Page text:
That quick jerk of the eye and head. We all know it. Sometimes it’s followed by a smile—“Hey, how’s it going?” Other times, by nothing…but a weird, short-lived sense of guilt.
Of course, I’m talking about pretending you don’t see someone you know. On the street, in the subway, in a restaurant, out for a run, or the worst, in an elevator. Your past comes back to burst the bubble you now live in, and you think, “Huh, was that Alex from high school? What’s she doing near my office?” As if Alex from high school couldn’t possibly work in the same neighborhood where you work.
So you continue walking right past Alex, despite knowing that you made eye contact and both of you hesitated making the next step. But then you feel like a jerk. Man, what if she had something really interesting or nice to say? Where were you going that was so important you couldn’t stop to say hi?
But then again, she didn’t stop either. So it’s fine, right? Well, kind of, not really. You still feel like a bit of a jerk. But you begin to rationalize, as one does with all guilty feelings.
The way I see it, there are four categories of ignoring acquaintances. They’ll be rated, of course, on a scale of one to four awkward handshakes between Barack Obama and Nicolas Sarkozy, where one awkward handshake means, “Huh? Who?” and four mean, “Oh shit, what have I done?”
The no-time-gotta-go snub
This happens! I’m late to lunch dates with my friend all the time. I might text or email you later to say, “Saw you on the street but was late for a meeting! How are things?” Or not, and I’ll just wait until the next time we bump into each other. Whenever that is.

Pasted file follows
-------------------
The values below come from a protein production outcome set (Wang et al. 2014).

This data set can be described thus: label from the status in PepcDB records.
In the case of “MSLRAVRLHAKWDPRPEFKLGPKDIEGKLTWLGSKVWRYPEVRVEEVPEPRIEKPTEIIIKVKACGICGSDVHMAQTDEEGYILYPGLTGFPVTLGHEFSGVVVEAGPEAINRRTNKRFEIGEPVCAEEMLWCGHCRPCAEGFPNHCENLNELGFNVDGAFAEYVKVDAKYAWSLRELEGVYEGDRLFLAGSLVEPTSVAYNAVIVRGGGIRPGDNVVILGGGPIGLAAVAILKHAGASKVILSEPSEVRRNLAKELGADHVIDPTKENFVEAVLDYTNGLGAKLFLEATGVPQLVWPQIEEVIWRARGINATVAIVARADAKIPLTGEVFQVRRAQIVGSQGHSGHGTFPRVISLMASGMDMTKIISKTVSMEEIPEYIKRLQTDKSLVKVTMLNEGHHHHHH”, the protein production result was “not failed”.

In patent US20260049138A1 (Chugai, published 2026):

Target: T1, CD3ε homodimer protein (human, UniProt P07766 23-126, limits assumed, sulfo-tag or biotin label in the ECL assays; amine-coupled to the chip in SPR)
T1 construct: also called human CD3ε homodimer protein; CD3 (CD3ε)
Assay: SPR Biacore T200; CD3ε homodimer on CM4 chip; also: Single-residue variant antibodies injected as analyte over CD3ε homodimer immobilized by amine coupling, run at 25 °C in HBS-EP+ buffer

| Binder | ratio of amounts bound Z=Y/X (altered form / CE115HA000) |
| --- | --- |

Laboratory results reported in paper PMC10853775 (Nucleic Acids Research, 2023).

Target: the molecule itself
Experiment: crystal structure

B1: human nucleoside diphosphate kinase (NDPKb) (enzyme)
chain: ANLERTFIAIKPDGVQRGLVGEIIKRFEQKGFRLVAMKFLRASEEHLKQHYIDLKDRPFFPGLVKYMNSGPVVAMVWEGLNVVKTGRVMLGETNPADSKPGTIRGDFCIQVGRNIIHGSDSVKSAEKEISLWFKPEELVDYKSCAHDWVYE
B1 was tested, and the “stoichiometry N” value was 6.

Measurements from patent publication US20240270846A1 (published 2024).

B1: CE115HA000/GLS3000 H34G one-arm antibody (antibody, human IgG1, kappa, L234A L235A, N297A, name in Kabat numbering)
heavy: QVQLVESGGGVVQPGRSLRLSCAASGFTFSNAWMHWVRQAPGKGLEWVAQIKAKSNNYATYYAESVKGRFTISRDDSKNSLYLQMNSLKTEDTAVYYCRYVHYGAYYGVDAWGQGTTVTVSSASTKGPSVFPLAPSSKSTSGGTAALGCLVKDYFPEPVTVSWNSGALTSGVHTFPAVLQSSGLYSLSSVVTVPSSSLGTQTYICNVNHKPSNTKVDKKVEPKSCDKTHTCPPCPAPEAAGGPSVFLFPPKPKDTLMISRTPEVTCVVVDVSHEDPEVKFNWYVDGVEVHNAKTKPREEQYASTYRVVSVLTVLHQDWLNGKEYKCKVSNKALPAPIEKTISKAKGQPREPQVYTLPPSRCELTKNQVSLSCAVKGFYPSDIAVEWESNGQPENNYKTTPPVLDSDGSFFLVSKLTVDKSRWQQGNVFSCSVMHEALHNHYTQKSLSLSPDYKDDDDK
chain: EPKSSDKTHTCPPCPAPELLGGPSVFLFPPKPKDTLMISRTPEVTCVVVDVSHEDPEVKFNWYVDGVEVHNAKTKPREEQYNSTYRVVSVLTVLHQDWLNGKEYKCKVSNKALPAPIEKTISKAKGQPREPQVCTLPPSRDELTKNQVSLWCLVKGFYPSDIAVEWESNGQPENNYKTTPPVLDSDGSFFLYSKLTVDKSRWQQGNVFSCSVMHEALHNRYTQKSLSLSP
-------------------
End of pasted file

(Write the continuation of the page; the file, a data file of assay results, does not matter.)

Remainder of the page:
I feel least sorry about these, because it’s the most legitimate reason.
The I-don’t-feel-like-small-talk snub
This can take two forms, really. A) Our conversations are never really enjoyable because they’re so shallow. Remember the last time we stopped on the sidewalk to catch up? Right. Why do that again? Or B) It’s been so long since we’ve seen each other. Like years. What could we possibly have in common other than that one thing from way back? Let’s not bring that up for the sake of finding something to say, shall we?
Still, these are the ones I feel worst about. So many what-ifs.
The not-in-the-mood snub
One has to be in the right frame of mind to stop and chat with a passing acquaintance. So maybe I just ignored you if I’m not having a good day and don’t want to talk to anyone at the moment, thanks. On the other hand, if I’m having a really great day, I’ll be damned if I’m going to make small talk with someone I know whom I just happen to pass on the street. (The corollary to this is if I’m listening to a really great song/podcast/show on my headphones.) Try again, pal!
I feel kind of bad about these snubs. I should probably chill out a bit.
The I-never-really-want-to-talk-to-you-anyway snub
Let’s face it. We’ve just never really clicked. We’re friends of friends, or friends of one of my exes, or maybe we ran into each other at the same birthday parties a couple times but frankly, you weren’t very fun. Something like that. I don’t feel compelled to be your friend in any way and I bet it’s mutual. That’s fine, no need to disturb this equilibrium. I saw you from half a block away and neither of us paused for a nanosecond.
Come to think about it, I don’t feel so bad about these, either.
Have a good day!
Obama-Sarkozy image via the Chicago Sun-Times.